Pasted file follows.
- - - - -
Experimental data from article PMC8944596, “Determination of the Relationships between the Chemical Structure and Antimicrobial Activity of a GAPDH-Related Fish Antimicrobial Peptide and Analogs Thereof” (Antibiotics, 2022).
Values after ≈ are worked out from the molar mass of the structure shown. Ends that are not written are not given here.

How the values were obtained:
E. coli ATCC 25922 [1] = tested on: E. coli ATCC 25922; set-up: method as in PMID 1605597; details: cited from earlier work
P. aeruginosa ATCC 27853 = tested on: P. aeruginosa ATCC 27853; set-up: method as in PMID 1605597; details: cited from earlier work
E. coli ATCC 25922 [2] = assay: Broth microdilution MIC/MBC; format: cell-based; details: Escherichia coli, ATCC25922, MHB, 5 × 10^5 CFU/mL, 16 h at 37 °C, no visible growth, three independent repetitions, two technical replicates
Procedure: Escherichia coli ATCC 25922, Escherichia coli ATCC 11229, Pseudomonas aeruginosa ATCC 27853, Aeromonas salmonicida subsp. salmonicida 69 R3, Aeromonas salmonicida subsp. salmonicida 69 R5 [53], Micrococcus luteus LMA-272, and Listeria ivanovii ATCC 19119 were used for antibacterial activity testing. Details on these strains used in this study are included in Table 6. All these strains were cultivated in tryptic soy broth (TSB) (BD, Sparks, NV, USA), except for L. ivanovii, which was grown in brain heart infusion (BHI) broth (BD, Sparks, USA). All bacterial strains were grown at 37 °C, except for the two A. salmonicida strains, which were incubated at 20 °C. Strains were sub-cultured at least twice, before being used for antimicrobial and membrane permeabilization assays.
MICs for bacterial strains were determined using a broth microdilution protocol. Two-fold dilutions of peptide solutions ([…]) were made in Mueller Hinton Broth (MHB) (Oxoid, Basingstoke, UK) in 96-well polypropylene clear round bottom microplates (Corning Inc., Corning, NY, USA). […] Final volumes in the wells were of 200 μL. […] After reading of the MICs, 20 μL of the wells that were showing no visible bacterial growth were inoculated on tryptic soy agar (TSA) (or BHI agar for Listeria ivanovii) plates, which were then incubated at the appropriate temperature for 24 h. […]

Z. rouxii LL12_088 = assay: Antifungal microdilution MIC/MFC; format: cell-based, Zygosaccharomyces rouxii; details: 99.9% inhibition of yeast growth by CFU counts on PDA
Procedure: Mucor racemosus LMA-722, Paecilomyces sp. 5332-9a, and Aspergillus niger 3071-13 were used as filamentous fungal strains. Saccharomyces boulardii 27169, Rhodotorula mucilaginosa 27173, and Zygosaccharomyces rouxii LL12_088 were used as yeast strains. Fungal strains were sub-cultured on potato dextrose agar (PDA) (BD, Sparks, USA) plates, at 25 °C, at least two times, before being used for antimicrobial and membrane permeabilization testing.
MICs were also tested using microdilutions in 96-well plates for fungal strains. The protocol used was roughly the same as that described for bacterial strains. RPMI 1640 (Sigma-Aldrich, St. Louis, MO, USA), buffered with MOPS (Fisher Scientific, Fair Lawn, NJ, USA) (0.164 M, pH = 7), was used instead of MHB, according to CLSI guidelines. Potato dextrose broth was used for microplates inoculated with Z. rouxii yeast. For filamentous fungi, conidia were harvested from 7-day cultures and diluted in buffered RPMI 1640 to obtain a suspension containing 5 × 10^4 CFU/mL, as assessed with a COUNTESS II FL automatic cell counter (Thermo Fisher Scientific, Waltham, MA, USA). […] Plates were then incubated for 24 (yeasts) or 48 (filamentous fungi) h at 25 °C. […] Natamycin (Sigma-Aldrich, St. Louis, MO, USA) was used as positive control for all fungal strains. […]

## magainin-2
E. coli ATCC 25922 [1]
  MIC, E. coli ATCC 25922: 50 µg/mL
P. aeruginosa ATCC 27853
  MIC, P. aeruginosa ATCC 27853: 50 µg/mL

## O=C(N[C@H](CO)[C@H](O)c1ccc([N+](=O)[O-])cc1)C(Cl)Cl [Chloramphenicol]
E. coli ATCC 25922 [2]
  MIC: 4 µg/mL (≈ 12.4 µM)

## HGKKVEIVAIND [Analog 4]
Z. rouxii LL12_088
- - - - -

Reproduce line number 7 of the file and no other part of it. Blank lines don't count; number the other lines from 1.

Procedure: Escherichia coli ATCC 25922, Escherichia coli ATCC 11229, Pseudomonas aeruginosa ATCC 27853, Aeromonas salmonicida subsp. salmonicida 69 R3, Aeromonas salmonicida subsp. salmonicida 69 R5 [53], Micrococcus luteus LMA-272, and Listeria ivanovii ATCC 19119 were used for antibacterial activity testing. Details on these strains used in this study are included in Table 6. All these strains were cultivated in tryptic soy broth (TSB) (BD, Sparks, NV, USA), except for L. ivanovii, which was grown in brain heart infusion (BHI) broth (BD, Sparks, USA). All bacterial strains were grown at 37 °C, except for the two A. salmonicida strains, which were incubated at 20 °C. Strains were sub-cultured at least twice, before being used for antimicrobial and membrane permeabilization assays.